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Antony and Cleopatra: Act 5, Scene 2

Antony and Cleopatra
Act 5, Scene 2

Alexandria. Another room in a monument in Cleopatra’s palace.

  1. Enter Cleopatra, Charmian, Iras, and Mardian.

Cleopatra

2 - 9
  1. My desolation does begin to make
  2. A better life. ’Tis paltry to be Caesar;
  3. Not being Fortune, he’s but Fortune’s knave,
  4. A minister of her will: and it is great
  5. To do that thing that ends all other deeds,
  6. Which shackles accidents and bolts up change,
  7. Which sleeps, and never palates more the dung,
  8. The beggar’s nurse and Caesar’s.
  1. Enter Proculeius.

Proculeius

11 - 13
  1. Caesar sends greeting to the Queen of Egypt,
  2. And bids thee study on what fair demands
  3. Thou mean’st to have him grant thee.

Cleopatra

14
  1.                                      What’s thy name?

Proculeius

15
  1. My name is Proculeius.

Cleopatra

16 - 25
  1.                        Antony
  2. Did tell me of you, bade me trust you, but
  3. I do not greatly care to be deceiv’d,
  4. That have no use for trusting. If your master
  5. Would have a queen his beggar, you must tell him
  6. That majesty, to keep decorum, must
  7. No less beg than a kingdom. If he please
  8. To give me conquer’d Egypt for my son,
  9. He gives me so much of mine own as I
  10. Will kneel to him with thanks.

Proculeius

26 - 33
  1.                                Be of good cheer;
  2. Y’ are fall’n into a princely hand, fear nothing.
  3. Make your full reference freely to my lord,
  4. Who is so full of grace that it flows over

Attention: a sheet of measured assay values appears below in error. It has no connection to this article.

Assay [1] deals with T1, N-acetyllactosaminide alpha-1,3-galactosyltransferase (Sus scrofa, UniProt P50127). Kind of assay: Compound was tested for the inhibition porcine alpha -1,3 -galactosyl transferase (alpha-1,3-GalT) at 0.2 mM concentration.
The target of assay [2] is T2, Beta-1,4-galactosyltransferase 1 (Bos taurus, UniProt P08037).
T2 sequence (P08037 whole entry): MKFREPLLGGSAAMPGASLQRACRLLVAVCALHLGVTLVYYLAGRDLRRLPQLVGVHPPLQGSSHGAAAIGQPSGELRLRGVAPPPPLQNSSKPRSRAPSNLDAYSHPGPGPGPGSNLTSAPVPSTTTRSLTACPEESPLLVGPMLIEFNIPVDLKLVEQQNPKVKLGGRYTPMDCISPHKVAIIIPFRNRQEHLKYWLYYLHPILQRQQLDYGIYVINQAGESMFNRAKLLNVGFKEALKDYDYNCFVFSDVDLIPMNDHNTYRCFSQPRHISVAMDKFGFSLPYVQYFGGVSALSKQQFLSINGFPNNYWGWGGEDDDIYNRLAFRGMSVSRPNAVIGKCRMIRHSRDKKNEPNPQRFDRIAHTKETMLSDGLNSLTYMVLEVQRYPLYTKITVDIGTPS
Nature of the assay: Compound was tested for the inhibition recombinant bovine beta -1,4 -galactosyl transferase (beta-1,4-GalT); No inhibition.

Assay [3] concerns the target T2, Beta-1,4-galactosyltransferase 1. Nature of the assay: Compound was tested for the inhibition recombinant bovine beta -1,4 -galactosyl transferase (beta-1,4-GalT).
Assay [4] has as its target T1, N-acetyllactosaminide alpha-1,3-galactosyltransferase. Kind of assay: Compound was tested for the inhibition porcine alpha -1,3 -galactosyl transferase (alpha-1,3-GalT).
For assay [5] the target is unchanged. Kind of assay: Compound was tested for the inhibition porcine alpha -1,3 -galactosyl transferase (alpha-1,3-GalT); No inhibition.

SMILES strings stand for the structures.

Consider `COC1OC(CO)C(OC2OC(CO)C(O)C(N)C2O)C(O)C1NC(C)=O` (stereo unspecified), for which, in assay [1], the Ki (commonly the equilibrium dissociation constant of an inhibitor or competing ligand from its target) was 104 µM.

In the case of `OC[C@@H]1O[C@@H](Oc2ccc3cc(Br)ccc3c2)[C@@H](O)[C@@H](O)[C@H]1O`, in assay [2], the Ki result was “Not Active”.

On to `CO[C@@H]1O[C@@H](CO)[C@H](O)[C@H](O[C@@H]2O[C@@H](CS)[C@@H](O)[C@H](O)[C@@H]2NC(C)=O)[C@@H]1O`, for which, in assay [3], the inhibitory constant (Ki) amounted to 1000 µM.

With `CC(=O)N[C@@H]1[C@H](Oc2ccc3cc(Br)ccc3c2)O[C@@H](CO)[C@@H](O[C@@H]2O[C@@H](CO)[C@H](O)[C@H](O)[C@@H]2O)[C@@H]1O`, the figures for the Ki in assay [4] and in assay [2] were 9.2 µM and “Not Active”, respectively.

5. On all that need. Let me report to him
  6. Your sweet dependency, and you shall find
  7. A conqueror that will pray in aid for kindness
  8. Where he for grace is kneel’d to.

Cleopatra

34 - 38
  1.                                   Pray you tell him
  2. I am his fortune’s vassal, and I send him
  3. The greatness he has got. I hourly learn
  4. A doctrine of obedience, and would gladly
  5. Look him i’ th’ face.

Proculeius

39 - 44
  1.                       This I’ll report, dear lady.
  2. Have comfort, for I know your plight is pitied
  3. Of him that caus’d it.
  4. Enter Roman Soldiers behind Cleopatra.
  5. You see how easily she may be surpris’d.
  6. Guard her till Caesar come.

Iras

45
  1. Royal Queen!

Charmian

46
  1. O Cleopatra! Thou art taken, Queen.

Cleopatra

47
  1. Quick, quick, good hands.
  1. Drawing a dagger.

Proculeius

49 - 52
  1.                           Hold, worthy lady, hold!
  2. Seizes and disarms her.
  3. Do not yourself such wrong, who are in this
  4. Reliev’d, but not betray’d.

Cleopatra

53 - 54
  1.                             What, of death too,
  2. That rids our dogs of languish?

Proculeius

55 - 59
  1.                                 Cleopatra,
  2. Do not abuse my master’s bounty by
  3. Th’ undoing of yourself. Let the world see
  4. His nobleness well acted, which your death
  5. Will never let come forth.

Cleopatra

60 - 62
  1.                            Where art thou, death?
  2. Come hither, come! Come, come, and take a queen
  3. Worth many babes and beggars!

Proculeius

63
  1.                               O, temperance, lady!

Cleopatra

64 - 77
  1. Sir, I will eat no meat, I’ll not drink, sir;
  2. If idle talk will once be necessary,
  3. I’ll not sleep neither. This mortal house I’ll ruin,
  4. Do Caesar what he can. Know, sir, that I
  5. Will not wait pinion’d at your master’s court,
  6. Nor once be chastis’d with the sober eye
  7. Of dull Octavia. Shall they hoist me up,
  8. And show me to the shouting varlotry
  9. Of censuring Rome? Rather a ditch in Egypt
  10. Be gentle grave unto me! Rather on Nilus’ mud
  11. Lay me stark-nak’d, and let the water-flies
  12. Blow me into abhorring! Rather make